The recent majority report of the UC Post-Employment Benefits Task Force (PEB) proposes a two-tier retirement plan and makes long-term projections about the financial implication for the pension plan. (See the earlier post for the majority and minority PEB reports.) Keep in mind that two-tier pay plans have a history of instability. Such plans were introduced in the 1980s when various unions signed concessionary contracts during that era. New hires who were under such contracts were offered lesser pay and benefits than incumbents. However, pressures soon began to arise to remove the perceived inequity as the new hires become a larger fraction of the workforce.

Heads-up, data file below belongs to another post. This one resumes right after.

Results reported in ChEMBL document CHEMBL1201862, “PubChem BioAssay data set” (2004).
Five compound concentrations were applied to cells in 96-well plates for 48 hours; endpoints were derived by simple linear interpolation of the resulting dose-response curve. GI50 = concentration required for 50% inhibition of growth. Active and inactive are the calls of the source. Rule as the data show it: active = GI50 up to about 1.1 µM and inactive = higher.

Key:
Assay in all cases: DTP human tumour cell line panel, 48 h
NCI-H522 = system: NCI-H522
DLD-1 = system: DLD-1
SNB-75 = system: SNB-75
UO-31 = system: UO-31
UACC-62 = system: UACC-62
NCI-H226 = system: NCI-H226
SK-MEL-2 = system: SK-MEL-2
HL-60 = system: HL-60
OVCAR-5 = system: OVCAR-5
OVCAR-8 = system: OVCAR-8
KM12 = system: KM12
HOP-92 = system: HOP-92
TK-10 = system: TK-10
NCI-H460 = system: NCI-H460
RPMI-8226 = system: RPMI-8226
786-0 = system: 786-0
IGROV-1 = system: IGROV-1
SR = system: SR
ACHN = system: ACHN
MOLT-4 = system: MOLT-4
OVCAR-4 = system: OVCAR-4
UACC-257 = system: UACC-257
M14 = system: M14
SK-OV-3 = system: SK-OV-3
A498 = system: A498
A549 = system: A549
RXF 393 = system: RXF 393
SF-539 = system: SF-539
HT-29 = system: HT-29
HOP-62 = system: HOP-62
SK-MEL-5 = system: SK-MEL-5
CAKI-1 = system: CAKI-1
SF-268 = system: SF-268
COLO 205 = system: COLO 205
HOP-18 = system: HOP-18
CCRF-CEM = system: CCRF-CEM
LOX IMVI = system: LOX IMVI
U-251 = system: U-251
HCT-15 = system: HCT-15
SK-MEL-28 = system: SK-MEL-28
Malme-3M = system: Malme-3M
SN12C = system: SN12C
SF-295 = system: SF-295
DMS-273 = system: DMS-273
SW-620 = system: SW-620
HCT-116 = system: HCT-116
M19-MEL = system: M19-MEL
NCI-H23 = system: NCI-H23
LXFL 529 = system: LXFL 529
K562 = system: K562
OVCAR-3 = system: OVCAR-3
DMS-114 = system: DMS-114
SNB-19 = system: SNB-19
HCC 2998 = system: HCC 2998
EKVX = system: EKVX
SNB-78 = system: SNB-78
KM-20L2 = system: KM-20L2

It is highly unlikely that UC offer letters to new faculty recruits will say "We are pleased to offer you a salary of $X and benefits including our new degraded pension plan." However, new hires will eventually discover they are under a different plan than their incumbent colleagues. Even if total compensation is somehow adjusted to compensate for the lower-valued pension - not a certainty despite the PEB lip service to competitive pay - there will be a perception of unequal treatment by new hires. In short, although the PEB report views the options offered as a permanent "fix" for UC's retirement program problems, forever is a long time. Assuming UC goes the two-tier route, there may well be pressure at some point in the future to address the perceived inequity.